Pleurisy is an inflammation of the pleura, the double-layered membrane that surrounds each lung and the rib cage. The pleura protects and lubricates the surface of the lungs as they inflate and deflate within the rib cage. When they become inflamed, the diseased surfaces rub painfully together.
There are many causes for either acute or chronic pleurisy.
- Viral infection such as influenza and cold viruses
- Lung infections from bacteria like tuberculosis or parasites like amebiasis
- Pleural effusions
- Pulmonary embolism
- Autoimmune diseases, such as lupus or rheumatoid arthritis
- Collapsed lung—pneumothorax
- Cancer in the lung
- Heart disease
- Familial Mediterranean fever
Factors that increase your chance of pleurisy include:
- An underlying lung condition, such as cystic fibrosis or emphysema
- Systemic lupus erythematosus (SLE)
- After a heart attack such as Dressler syndrome
- Chest injury
- Heart failure
- Inflammatory bowel disease
- Rheumatoid arthritis
- Chronic liver and kidney disease
- Sickle cell disease
- Drug reaction
Symptoms of pleurisy include:
- Sharp, stabbing pain towards the side and lower part of the chest
- Pain along the shoulders, neck, and abdomen
- Pain during any movement of the chest, such as breathing and coughing
- Dry coughing
- Rapid pulse
- Rapid and shallow breathing
You will be asked about your symptoms and medical history. A physical exam will be done. The pain associated with pleurisy can be enough to diagnose the condition. A stethoscope will be used to listen for abnormal chest sounds, such as a friction rub or pneumonia sounds. The next step is determining the illness that caused the pleurisy.
Images may be taken of your bodily structures. This can be done with:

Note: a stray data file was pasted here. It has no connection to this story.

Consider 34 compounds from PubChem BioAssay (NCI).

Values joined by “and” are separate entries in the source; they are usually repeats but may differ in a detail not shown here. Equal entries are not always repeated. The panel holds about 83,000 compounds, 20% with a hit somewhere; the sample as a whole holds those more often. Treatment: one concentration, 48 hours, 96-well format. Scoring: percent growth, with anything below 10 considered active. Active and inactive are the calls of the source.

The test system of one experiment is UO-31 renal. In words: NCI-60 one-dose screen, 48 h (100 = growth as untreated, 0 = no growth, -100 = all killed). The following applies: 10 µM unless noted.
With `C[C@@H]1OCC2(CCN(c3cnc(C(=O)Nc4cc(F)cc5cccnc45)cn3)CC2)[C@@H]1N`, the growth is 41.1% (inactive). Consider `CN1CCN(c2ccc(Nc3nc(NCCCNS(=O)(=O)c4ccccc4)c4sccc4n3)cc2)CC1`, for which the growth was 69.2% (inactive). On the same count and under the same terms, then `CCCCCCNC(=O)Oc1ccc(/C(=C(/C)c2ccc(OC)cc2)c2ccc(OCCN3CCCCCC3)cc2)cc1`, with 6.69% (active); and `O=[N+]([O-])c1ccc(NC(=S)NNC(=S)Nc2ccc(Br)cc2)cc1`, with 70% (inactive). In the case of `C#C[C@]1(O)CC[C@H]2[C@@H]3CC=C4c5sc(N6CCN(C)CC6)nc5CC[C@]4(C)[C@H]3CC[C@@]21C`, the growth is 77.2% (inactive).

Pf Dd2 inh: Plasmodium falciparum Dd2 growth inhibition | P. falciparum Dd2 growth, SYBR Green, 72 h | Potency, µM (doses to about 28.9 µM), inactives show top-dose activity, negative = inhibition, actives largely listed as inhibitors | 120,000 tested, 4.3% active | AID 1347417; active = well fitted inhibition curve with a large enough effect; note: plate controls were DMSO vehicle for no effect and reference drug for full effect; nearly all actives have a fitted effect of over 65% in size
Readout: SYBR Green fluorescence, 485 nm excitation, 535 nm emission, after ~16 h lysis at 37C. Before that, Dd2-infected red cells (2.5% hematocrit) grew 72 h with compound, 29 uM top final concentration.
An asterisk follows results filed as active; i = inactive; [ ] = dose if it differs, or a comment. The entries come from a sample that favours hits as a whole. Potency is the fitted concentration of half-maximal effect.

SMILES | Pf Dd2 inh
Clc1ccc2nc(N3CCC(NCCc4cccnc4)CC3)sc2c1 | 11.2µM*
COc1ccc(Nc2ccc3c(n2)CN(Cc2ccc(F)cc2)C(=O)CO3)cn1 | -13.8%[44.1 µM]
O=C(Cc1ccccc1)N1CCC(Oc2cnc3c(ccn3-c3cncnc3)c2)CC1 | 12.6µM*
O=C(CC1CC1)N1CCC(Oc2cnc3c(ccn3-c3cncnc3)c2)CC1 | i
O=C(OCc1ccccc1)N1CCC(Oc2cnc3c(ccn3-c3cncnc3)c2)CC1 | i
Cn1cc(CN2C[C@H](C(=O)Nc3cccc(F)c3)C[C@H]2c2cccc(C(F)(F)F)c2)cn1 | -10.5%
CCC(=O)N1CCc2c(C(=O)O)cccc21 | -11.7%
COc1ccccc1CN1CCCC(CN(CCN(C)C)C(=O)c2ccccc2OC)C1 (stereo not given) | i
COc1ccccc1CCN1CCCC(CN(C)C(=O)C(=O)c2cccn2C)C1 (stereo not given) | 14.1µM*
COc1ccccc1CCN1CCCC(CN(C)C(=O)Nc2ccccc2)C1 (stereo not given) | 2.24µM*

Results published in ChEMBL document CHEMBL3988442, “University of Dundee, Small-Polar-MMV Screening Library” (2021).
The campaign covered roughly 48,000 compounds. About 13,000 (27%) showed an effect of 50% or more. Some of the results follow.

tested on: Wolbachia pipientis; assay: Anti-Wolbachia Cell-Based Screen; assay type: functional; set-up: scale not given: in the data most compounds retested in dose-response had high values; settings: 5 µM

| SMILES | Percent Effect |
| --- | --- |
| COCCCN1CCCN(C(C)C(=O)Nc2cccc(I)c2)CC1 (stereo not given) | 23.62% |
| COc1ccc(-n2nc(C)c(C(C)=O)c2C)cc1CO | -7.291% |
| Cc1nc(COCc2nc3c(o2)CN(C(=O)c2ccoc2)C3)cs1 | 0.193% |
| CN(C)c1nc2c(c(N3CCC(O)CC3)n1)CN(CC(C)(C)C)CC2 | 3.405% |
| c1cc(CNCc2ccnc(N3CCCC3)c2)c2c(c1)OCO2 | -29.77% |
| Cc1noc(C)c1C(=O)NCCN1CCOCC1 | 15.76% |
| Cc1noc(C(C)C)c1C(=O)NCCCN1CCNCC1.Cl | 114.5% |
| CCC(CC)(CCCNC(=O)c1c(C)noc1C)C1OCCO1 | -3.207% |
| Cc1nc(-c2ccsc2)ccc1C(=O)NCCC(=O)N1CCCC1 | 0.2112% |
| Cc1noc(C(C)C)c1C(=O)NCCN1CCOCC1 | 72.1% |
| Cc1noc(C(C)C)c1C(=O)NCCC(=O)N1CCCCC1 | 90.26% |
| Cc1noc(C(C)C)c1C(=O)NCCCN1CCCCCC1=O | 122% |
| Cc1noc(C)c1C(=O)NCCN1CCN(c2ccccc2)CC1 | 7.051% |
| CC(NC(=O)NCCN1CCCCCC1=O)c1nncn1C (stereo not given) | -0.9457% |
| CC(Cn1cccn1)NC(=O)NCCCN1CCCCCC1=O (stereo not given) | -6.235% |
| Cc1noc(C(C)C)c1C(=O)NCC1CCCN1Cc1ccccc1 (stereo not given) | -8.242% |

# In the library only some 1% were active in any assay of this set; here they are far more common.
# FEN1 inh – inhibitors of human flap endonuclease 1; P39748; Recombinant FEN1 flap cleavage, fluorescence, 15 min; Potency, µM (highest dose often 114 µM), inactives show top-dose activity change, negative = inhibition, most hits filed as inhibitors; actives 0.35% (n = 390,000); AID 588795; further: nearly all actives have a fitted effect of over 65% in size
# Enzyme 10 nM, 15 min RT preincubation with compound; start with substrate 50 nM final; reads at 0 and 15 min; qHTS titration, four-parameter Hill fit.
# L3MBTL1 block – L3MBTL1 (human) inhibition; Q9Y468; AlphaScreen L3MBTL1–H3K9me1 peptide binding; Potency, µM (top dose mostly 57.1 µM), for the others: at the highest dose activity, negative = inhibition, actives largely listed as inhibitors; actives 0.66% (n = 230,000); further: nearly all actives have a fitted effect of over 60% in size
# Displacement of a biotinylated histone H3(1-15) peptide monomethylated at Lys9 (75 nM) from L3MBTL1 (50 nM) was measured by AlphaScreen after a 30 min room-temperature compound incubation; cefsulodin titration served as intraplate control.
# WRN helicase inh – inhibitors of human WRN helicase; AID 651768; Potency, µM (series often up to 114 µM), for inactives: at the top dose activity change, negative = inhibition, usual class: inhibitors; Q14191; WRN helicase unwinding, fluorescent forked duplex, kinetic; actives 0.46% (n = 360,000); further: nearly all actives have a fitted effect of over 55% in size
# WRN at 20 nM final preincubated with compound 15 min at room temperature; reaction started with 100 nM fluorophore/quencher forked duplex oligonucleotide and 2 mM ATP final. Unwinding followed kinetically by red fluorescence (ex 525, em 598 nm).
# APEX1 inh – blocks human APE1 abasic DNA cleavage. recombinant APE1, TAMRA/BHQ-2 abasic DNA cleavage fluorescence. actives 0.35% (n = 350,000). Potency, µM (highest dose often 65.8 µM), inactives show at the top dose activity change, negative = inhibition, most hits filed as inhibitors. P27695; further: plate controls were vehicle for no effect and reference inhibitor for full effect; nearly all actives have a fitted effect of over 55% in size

Your bodily fluids may be tested. This can be done with:
- Blood test
- Fluid analysis after thoracentesis—removal of lung fluid with a needle
- Biopsy of the pleura with video-associated thoracic surgery (VATS)
Your heart's activity may be tested. This can be done with an EKG.
Treatment will depend on the cause of the pleurisy. Talk with your doctor about the best treatment plan for you. Treatment options include the following:
Pain relievers, such as acetaminophen and anti-inflammatories, are used to treat the pain. Anti-inflammatories may also relieve symptoms related to inflammation. Some people can reduce their pain by lying on the painful side, holding a pillow tightly, or wrapping the chest with elastic bandages. Codeine-based cough syrup may be prescribed to treat a painful cough if it is safe to do so.
Treating the Source of Pleurisy
If pleurisy is the result of a bacterial infection, antibiotics may be prescribed. If it is the result of a viral infection, the virus will get better naturally. If the cause is due to an autoimmune disease such as SLE, then steroid treatment will relieve pain. Pulmonary embolism or pneumothorax may be treated by surgery.
To help reduce your chances of getting pleurisy, take the following steps:
- Seek early medical attention for conditions that can cause pleurisy.
- Ask your doctor if you should get a pneumonia vaccine and the flu shot, especially if you are elderly, have a chronic illness, or weakened immunity.
- Reviewer: Michael Woods, MD FAAP
- Review Date: 02/2017 -
- Update Date: 02/18/2014 -